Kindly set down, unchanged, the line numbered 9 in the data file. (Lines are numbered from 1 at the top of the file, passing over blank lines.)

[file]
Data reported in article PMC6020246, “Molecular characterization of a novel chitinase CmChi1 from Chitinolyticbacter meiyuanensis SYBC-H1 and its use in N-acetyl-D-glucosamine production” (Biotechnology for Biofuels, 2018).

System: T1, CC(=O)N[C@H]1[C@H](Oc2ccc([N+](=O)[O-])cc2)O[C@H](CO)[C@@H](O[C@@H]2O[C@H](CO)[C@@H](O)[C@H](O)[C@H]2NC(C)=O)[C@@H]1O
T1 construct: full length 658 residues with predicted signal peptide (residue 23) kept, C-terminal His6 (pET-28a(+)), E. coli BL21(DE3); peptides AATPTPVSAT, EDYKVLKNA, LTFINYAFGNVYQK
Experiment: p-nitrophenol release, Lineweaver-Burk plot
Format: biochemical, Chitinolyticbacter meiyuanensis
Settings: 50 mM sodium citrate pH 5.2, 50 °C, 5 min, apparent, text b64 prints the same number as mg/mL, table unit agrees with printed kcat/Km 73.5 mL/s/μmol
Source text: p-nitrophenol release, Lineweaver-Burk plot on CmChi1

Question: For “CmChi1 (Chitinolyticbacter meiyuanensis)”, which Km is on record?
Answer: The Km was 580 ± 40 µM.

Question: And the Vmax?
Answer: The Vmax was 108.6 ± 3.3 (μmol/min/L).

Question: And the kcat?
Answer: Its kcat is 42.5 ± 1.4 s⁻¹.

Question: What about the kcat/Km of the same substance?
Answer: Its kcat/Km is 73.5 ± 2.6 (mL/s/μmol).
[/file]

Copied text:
Answer: The Km was 580 ± 40 µM.